Natural and Man-Made Disasters


How damaging were the California wildfires of 2003?

The wildfires that raged in southern California in late 2003 were the most damaging in the state’s history: 15 fires destroyed 3,000 homes, burned 750,000 acres, caused more than 200 injuries, and claimed 24 lives. The fires produced one of the worst disasters the state had ever seen. The wildfires began October 21 and, driven by Santa Ana winds, swept through wooded canyons and mountain communities in Los Angeles, Riverside, San Bernardino, San Diego, and Ventura counties. On October 27 President Bush declared a disaster area, clearing the way for federal assistance. Firefighters worked into early November to bring the blazes under control. The fires had forced mandatory evacuations and caused widespread air pollution. Damages were estimated between $2.5 and $3 billion.

Although southern California was devastated by the emergency, and the western wildfires were in the national headlines, the 2003 fire season was, on the whole, about average. According to the National Interagency Fire Center (NIFC), 85,943 fires burned in U.S. wildlands during the 2003 season; the 10-year average (1993–2002) was 101,575 fires per season. The number of acres burned in 2003 was 4,918,088, with a 10-year average of 4,663,081 acres per season. (The 2004 fire season burned almost 2 million acres more than in 2003.) But the NIFC acknowledged that the number of structures destroyed was above average in 2003: a total of 5,781 structures were burned, including 4,090 primary residences, leaving many homeless. Federal agencies alone spent $1.3 billion to suppress wildfires across the United States in 2003—considerably higher than the 10-year average.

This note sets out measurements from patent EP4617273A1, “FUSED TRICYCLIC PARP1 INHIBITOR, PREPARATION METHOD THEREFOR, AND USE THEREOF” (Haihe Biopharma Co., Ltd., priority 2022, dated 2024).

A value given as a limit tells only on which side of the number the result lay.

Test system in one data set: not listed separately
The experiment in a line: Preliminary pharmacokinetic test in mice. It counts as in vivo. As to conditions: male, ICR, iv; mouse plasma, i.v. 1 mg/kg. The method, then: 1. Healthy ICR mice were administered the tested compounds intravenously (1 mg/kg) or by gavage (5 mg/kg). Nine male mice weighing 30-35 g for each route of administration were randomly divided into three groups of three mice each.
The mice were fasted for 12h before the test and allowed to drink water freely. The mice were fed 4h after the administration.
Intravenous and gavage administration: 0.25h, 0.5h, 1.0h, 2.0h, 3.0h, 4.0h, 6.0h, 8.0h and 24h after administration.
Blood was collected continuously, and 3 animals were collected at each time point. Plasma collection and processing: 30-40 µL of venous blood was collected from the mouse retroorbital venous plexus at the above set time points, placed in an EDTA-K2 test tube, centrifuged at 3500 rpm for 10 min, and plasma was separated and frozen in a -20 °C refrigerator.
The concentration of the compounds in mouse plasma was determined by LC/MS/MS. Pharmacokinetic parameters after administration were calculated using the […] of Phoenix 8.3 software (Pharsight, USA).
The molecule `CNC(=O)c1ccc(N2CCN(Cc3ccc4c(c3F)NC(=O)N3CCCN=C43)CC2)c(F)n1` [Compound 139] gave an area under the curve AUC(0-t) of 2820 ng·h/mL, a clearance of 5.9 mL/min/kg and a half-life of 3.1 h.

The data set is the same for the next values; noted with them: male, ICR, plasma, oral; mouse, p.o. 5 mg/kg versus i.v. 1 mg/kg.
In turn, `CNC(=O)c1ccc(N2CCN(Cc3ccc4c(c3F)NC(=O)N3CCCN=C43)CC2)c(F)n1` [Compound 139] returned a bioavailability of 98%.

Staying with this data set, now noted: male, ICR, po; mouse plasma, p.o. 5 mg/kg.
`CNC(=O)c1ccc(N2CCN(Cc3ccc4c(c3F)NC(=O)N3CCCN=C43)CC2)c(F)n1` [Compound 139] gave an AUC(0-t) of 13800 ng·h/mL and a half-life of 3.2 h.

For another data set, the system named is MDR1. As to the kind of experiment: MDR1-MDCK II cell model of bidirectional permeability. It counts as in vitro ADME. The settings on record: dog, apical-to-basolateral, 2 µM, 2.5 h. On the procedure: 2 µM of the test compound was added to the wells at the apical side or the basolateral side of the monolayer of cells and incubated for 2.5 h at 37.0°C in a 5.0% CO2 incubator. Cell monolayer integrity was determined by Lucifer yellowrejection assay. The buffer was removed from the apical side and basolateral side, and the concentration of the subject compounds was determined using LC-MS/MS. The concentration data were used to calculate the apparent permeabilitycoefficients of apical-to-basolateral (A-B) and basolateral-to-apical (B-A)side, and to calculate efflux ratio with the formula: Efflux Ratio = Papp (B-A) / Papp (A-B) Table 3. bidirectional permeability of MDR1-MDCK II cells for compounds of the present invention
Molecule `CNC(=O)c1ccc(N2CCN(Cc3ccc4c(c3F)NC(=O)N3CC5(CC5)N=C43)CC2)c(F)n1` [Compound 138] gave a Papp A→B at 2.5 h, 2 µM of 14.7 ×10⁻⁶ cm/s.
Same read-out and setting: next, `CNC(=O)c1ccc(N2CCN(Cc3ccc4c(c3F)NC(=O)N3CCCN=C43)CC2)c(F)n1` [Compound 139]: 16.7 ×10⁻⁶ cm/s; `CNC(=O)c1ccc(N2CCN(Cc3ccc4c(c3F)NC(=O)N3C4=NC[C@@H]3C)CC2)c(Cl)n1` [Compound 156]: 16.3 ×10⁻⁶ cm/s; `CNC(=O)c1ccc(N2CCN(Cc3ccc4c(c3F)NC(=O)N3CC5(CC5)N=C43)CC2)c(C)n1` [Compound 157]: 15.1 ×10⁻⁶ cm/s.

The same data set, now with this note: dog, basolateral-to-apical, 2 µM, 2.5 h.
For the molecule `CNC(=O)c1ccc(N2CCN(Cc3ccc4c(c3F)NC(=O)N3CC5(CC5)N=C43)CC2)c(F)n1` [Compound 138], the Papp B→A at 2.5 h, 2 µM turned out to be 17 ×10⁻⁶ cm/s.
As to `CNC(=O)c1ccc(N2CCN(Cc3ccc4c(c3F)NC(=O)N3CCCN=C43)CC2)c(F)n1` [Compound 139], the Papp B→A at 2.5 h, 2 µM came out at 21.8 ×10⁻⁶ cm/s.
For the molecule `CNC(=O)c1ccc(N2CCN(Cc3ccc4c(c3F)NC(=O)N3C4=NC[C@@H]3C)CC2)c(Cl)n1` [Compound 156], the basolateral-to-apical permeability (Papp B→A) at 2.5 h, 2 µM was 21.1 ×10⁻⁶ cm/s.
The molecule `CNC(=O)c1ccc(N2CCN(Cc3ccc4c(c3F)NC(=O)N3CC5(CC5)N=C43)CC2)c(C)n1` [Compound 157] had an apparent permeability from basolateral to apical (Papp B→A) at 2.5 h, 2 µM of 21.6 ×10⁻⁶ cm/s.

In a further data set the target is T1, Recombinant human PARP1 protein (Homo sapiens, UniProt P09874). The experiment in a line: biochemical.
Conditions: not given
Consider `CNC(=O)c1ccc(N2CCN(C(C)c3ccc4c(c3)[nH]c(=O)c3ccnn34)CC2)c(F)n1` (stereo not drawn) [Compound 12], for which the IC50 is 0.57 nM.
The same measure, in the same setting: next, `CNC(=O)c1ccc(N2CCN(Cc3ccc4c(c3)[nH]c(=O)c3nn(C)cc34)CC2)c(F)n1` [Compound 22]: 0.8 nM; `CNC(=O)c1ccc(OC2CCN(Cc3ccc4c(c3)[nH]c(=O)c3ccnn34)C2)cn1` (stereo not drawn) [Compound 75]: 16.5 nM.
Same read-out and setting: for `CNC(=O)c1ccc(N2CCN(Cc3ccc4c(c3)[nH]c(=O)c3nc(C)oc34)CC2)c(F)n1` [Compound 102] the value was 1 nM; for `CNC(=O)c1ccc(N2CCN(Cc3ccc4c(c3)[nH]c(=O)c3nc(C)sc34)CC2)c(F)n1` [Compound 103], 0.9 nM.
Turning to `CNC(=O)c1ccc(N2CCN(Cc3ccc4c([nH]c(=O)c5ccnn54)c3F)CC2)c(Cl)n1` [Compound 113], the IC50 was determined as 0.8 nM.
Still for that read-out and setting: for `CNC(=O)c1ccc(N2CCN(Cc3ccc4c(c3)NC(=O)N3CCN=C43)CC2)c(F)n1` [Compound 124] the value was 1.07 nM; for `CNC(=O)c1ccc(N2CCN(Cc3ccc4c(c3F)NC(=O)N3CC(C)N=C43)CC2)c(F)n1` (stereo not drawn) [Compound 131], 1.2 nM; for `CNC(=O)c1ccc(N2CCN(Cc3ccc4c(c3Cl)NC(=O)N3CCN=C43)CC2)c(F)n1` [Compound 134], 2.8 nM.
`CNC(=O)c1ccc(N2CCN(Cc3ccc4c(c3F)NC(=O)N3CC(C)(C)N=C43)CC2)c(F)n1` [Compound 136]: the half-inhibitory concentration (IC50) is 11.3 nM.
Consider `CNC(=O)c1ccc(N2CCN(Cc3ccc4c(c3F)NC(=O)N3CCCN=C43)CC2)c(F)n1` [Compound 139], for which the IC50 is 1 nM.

A wildfire burns along the edge of a highway in Lake Arrowhead, California, 2003.The fires that raged in southern California that year were the most damaging in the state’s history.

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